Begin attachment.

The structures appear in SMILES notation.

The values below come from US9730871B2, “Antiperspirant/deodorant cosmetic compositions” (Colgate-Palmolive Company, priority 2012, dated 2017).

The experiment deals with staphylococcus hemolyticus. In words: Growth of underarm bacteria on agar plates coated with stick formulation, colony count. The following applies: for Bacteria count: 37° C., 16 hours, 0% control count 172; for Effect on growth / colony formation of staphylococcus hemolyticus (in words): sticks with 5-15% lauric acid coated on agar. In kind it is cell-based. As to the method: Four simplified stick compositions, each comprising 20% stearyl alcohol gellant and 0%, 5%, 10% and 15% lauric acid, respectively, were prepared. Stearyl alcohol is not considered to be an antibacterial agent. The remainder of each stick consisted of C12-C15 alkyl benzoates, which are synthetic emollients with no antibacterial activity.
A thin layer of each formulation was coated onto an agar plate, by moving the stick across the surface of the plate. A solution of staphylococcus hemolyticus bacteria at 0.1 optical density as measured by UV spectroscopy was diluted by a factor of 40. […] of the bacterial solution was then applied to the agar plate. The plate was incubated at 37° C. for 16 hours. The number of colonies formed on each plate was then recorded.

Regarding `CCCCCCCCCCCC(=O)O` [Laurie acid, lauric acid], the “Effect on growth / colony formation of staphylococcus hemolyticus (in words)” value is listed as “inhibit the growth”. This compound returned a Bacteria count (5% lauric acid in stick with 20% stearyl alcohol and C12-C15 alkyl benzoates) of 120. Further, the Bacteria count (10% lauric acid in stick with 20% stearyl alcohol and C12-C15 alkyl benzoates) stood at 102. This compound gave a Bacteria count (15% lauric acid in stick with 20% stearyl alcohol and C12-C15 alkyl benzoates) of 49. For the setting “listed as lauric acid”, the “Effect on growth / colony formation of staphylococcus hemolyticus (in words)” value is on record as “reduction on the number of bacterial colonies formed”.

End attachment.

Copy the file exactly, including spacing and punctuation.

The structures appear in SMILES notation.

The values below come from US9730871B2, “Antiperspirant/deodorant cosmetic compositions” (Colgate-Palmolive Company, priority 2012, dated 2017).

The experiment deals with staphylococcus hemolyticus. In words: Growth of underarm bacteria on agar plates coated with stick formulation, colony count. The following applies: for Bacteria count: 37° C., 16 hours, 0% control count 172; for Effect on growth / colony formation of staphylococcus hemolyticus (in words): sticks with 5-15% lauric acid coated on agar. In kind it is cell-based. As to the method: Four simplified stick compositions, each comprising 20% stearyl alcohol gellant and 0%, 5%, 10% and 15% lauric acid, respectively, were prepared. Stearyl alcohol is not considered to be an antibacterial agent. The remainder of each stick consisted of C12-C15 alkyl benzoates, which are synthetic emollients with no antibacterial activity.
A thin layer of each formulation was coated onto an agar plate, by moving the stick across the surface of the plate. A solution of staphylococcus hemolyticus bacteria at 0.1 optical density as measured by UV spectroscopy was diluted by a factor of 40. […] of the bacterial solution was then applied to the agar plate. The plate was incubated at 37° C. for 16 hours. The number of colonies formed on each plate was then recorded.

Regarding `CCCCCCCCCCCC(=O)O` [Laurie acid, lauric acid], the “Effect on growth / colony formation of staphylococcus hemolyticus (in words)” value is listed as “inhibit the growth”. This compound returned a Bacteria count (5% lauric acid in stick with 20% stearyl alcohol and C12-C15 alkyl benzoates) of 120. Further, the Bacteria count (10% lauric acid in stick with 20% stearyl alcohol and C12-C15 alkyl benzoates) stood at 102. This compound gave a Bacteria count (15% lauric acid in stick with 20% stearyl alcohol and C12-C15 alkyl benzoates) of 49. For the setting “listed as lauric acid”, the “Effect on growth / colony formation of staphylococcus hemolyticus (in words)” value is on record as “reduction on the number of bacterial colonies formed”.